Searching over 5,500,000 cases.

Buy This Entire Record For $7.95

Download the entire decision to receive the complete text, official citation,
docket number, dissents and concurrences, and footnotes for this case.

Learn more about what you receive with purchase of this case.

Wild v. United States Forest Service

United States District Court, D. Oregon, Medford Division

May 29, 2015

OREGON WILD, Plaintiff,


OWEN M. PANNER, District Judge.

This matter comes before the Court on cross motions for summary judgment filed by Plaintiff Oregon Wild (#12) and Defendant United States Forest Service ("the Forest Service") (#15). Plaintiff's Motion for Summary Judgment (#12) is DENIED. The Forest Service's Cross-Motion for Summary Judgment (#15) is GRANTED.


I. The Bybee Project

Plaintiff challenges the Forest Service's authorization of the Bybee Vegetation Management Project ("the Bybee Project") located in the High Cascades Ranger District of the Rogue River-Siskiyou National Forest in Jackson County, Oregon. Administrative Record ("AR") 7214. The Bybee Project is a forest treatment project aimed at 1) improving stand conditions, diversity, density, and structure to increase forest resiliency and overall forest health; 2) providing for a sustainable supply of timber products; and 3) reducing the risk to forest resources from high intensity fire. AR 7222, 11584.

The Bybee Project planning area covers approximately 16, 215 acres within the national forest. AR 7221. The project area is adjacent to Crater Lake National Park and Oregon Highway 230, also known as the Rogue-Umpqua Scenic Byway. AR 7222. Both the National Park and Oregon Highway 230 present serious fire risks. AR 7223. The heightened risk of fire stems from human activity, differing fire use standards between the National Park Service and the Forest Service, and the accumulation of fine fuels in the project areas along the park boundary and the highway.[1] AR 7223.

More than half of the project planning area has previously been used for timber harvest. AR 7221. 34% of the project area contains overstocked timber stands. AR 7223.

The Forest Service solicited and received public comments on the Bybee Project proposal beginning in April 2010.[2] AR 7230. In January 2013, the Forest Service issued an Environmental Assessment ("EA") for the Bybee Project. AR 7214-509. Plaintiff, along with a number of other interested parties, submitted comments to the Forest Service. AR 8294-376. On September 17, 2013, the Forest Service issued a Decision Notice and Finding of No Significant Impact ("FONSI") for the Bybee Project. AR XXXXX-XXX. In response to public comments, the Forest Service adopted a modified alternative to its initial proposed action. AR 11585-91. The modified alternative adopted by the Forest Service scaled back the original Bybee Project proposal in a number of areas. Id.

As approved, the Bybee Project permits commercial timber harvest of 2, 021 acres on 45 units; 487 acres of precommerical thinning on 14 units; 236 acres of non-commercial thinning on parts of 27 units and 467 acres of natural fuels reduction treatments on 15 units. AR 11585. The project also includes the construction of 7.9 miles of temporary roads, largely on existing non-system road templates, as well as decommissioning 5.4 miles of existing roads. Id . Decommissioning the temporary and existing roads will reduce the road density of the project area to a "low watershed risk category." AR 7315. The Bybee Project also includes post-harvest treatments, including soil restoration "to loosen detrimentally compacted soils (from previous management activity) [and] improve root growth, thereby increasing stand resiliency and health." AR 11586.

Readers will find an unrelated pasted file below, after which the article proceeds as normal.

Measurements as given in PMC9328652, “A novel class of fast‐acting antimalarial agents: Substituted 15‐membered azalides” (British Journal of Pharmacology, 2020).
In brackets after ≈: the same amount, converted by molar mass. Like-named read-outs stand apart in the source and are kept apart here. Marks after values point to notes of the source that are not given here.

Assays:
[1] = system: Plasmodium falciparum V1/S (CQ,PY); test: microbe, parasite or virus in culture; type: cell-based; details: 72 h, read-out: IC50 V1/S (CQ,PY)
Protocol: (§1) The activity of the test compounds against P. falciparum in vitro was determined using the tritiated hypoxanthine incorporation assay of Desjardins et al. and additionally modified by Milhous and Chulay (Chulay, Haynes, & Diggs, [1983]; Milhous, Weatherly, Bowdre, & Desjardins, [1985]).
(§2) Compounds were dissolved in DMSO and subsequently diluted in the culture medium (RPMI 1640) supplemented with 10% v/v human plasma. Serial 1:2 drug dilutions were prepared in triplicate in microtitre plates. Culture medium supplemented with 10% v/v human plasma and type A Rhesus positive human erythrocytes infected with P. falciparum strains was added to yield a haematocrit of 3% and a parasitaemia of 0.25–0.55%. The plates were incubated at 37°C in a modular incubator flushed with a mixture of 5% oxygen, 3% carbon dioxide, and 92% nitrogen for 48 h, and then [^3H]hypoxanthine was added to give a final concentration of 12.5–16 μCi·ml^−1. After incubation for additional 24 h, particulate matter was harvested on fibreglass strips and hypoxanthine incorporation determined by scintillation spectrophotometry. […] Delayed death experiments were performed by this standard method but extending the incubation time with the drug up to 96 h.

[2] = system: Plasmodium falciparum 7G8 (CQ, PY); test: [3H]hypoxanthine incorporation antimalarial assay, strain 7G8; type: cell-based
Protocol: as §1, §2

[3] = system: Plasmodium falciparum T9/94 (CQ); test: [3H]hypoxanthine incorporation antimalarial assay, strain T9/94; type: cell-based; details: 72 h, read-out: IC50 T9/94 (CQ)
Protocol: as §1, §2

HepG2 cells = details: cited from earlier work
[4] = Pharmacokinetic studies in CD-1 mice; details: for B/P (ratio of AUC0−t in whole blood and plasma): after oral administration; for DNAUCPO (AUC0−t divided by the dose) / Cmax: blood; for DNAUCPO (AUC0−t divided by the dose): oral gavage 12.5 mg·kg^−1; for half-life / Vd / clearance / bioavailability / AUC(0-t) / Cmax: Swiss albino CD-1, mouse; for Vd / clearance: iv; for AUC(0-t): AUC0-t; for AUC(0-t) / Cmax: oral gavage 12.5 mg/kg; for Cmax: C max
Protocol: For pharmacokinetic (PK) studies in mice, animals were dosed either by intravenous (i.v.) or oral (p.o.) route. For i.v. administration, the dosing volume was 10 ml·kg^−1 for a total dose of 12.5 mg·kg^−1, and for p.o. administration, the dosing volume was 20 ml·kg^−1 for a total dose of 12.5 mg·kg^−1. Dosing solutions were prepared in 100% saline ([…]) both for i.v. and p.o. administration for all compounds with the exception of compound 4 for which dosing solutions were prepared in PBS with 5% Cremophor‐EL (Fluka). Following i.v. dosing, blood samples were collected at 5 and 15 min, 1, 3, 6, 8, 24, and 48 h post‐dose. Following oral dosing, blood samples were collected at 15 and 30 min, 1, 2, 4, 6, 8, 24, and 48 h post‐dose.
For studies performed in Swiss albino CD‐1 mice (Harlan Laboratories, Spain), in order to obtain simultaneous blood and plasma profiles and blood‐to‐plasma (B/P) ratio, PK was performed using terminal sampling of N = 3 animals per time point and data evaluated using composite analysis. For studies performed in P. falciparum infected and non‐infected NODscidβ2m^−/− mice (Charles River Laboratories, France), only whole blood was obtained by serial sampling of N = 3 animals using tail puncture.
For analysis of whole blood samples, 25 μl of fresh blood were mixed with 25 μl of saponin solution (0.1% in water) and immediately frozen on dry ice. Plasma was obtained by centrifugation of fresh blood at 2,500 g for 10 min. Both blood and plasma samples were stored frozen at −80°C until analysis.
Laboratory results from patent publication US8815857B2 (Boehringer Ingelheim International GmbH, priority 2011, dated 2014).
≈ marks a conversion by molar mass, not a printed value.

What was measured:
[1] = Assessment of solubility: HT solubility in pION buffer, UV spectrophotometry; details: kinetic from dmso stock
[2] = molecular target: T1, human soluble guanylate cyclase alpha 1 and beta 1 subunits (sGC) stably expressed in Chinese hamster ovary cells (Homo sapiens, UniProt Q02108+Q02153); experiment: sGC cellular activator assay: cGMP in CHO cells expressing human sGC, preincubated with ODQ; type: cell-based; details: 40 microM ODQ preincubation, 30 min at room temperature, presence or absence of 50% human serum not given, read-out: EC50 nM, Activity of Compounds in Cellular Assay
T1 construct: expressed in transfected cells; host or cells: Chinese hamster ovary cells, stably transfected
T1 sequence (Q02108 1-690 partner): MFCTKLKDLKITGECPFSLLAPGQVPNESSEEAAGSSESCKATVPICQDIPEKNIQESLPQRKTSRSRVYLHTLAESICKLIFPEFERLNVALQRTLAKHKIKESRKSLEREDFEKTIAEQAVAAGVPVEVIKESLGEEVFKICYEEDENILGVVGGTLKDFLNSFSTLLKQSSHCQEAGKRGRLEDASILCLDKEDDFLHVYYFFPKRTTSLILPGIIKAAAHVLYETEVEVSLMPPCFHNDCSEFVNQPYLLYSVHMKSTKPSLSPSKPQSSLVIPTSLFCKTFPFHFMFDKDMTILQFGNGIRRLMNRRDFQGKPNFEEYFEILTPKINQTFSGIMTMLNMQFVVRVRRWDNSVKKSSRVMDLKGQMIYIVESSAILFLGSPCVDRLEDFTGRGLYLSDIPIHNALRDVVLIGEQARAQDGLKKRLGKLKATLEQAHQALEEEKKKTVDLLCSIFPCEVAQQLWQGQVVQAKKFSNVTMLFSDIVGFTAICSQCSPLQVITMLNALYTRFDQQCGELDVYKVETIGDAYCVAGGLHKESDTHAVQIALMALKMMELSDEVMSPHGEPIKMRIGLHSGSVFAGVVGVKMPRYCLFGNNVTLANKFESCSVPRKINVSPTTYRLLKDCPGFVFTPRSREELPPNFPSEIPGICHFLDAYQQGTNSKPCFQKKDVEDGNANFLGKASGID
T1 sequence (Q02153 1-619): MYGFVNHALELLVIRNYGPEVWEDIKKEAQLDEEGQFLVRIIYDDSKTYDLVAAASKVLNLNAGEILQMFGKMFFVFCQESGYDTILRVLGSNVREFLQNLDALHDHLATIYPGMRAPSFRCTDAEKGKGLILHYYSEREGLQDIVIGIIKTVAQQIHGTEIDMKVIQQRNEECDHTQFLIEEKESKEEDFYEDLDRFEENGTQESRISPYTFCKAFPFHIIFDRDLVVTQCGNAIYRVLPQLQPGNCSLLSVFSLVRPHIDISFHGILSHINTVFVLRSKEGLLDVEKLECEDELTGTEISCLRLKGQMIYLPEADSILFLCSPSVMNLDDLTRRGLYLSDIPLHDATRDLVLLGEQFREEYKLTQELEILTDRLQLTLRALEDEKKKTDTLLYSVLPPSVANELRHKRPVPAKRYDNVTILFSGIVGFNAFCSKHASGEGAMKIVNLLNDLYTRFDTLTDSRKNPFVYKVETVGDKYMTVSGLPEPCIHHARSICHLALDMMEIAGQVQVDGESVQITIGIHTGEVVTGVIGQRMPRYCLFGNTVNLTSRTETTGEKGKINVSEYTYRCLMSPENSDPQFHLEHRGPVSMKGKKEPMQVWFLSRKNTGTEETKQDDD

Plaintiff, as well as several timber industry parties, appealed the Forest Service's decision on the Bybee Project. AR XXXXX-XXX; 11965-73; 11974-77. The Forest Service denied the appeals in December 2013. AR 11980-12009. Plaintiff filed this action on June 18, 2014 (#1).

II. The Gray Wolf

A number of Plaintiff's claims relate to the appearance of endangered gray wolves in the High Cascades Ranger District in the months following the Forest Service's final decision on Plaintiff's administrative appeal. In western Oregon, the grey wolf is listed as "endangered" under the Endangered Species Act. Mellgren Decl. Ex. A, at 2. A male wolf, known as OR-7, left his original pack in northeastern Oregon and has been tracked over several years by radio collar. Id . In 2011, OR-7 traveled through southern Oregon and into California before returning to Oregon and settling in the High Cascades Ranger District of the Rogue River-Siskiyou National Forest. Id . In May 2014, the U.S. Fish & Wildlife Service ("USFWS") informed the Forest Service that OR-7 had found a mate and produced a litter of at least two pups. Id . Because no wolves were known to be present in the Bybee Project area during the project planning and comment periods, neither the Forest Service or Plaintiff discussed the wolves at the administrative stages of this case.

As of October 2014, the batteries on OR-7's radio collar were failing and so the state and federal agencies are only able to track his location intermittently. Id . The Oregon Department of Fish & Wildlife planned to capture and collar one of the wolves. Id . The precise location of the wolves' den is being withheld by the state and federal agencies to protect the endangered wolves, but it is located more than 15 air miles from the Bybee Project area. Id. at 3. OR-7 has not been tracked within 15 miles of the Bybee Project area and all known locations for the wolves were 15 or more miles from the project area. Id. at 2-3.

On October 10, 2014, after consultation with experts from USFWS, the Forest Service issued a New Information Review. The Forest Service concluded that the appearance of the gray wolves "does not constitute significant new information relevant to environmental concerns regarding the Bybee project, and... does not have a bearing on the authorized Bybee decision or its impacts." Id", at 3. The Forest Service determined that no supplemental environmental analysis was necessary. Id